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nuity of men like John Cushing Aylwin on the Constitution, the crew of the gunboat on Lake Champlain, the men of DD-47 in the Atlantic in World War I and, finally, my father and his shipmates onboard DD-355 at Pearl Harbor and throughout the Pacific in World War II. All of these men had sacrificed to make it possible for me to enjoy an afternoon sail on what were once waters where cannons roared and are now the safe harbor of the strongest nation on earth. Somehow I know that the crews of all Aylwins would approve of the fact that my small sloop is armed for comfort rather than combat. My father, whose generosity made it possible for me to attend prep school in Hawaii, where I one day sailed a small skiff in the same waters of Pearl Harbor where he and his Aylwin rose to the chal-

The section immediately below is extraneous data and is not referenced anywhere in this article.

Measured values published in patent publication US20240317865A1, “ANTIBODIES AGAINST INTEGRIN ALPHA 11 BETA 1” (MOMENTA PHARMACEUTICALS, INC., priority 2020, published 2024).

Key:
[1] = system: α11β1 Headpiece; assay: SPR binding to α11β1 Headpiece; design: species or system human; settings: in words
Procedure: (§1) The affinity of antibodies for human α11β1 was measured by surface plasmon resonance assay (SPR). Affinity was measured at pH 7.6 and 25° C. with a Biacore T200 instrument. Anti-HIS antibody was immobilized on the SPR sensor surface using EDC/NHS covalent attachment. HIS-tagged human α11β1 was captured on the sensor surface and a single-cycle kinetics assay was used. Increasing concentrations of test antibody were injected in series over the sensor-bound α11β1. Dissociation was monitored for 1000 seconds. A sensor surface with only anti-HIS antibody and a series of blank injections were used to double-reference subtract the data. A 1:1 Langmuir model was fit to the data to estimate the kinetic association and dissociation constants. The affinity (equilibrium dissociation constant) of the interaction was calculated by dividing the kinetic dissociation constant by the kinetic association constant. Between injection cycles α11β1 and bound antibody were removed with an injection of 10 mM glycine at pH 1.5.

within yards of Crab Island at the entrance of Plattsburgh Bay. It was on this now barren island that the American survivors of the historic battle buried their dead shipmates and erected a crude makeshift hospital to treat the wounded. Perhaps some members of the original Aylwin were treated at the hospital on Crab Island; perhaps others now rest there in peace. Jeanette and I raised a glass of champagne to the crews of all Aylwins as we passed Crab Island, close to starboard, with the now quiet waters of Plattsburgh Bay just over our bow. Here, I suddenly knew that Aylwin really was, for me, the inexorably intertwined threads of freedom and family: the freedom won with the toil, blood and lives of the conti-

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Profile for Tidewater Times

Tidewater Times December 2018  

Tidewater Times December 2018